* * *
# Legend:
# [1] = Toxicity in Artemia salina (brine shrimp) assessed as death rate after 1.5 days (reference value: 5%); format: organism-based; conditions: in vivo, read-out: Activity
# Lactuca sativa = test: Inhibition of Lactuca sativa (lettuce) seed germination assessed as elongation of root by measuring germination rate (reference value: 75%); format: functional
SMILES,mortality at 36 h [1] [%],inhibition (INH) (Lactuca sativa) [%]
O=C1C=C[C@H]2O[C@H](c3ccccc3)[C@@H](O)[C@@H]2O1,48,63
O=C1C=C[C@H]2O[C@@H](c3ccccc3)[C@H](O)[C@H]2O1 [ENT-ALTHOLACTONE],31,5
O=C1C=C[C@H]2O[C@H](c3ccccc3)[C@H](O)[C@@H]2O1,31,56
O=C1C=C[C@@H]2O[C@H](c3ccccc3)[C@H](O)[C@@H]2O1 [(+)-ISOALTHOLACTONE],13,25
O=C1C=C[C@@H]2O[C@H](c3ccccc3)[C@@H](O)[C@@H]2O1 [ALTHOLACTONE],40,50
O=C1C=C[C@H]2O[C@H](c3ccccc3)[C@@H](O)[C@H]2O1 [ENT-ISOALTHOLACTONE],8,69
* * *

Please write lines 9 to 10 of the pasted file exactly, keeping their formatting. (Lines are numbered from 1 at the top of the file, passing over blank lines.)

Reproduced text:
O=C1C=C[C@@H]2O[C@H](c3ccccc3)[C@@H](O)[C@@H]2O1 [ALTHOLACTONE],40,50
O=C1C=C[C@H]2O[C@H](c3ccccc3)[C@@H](O)[C@H]2O1 [ENT-ISOALTHOLACTONE],8,69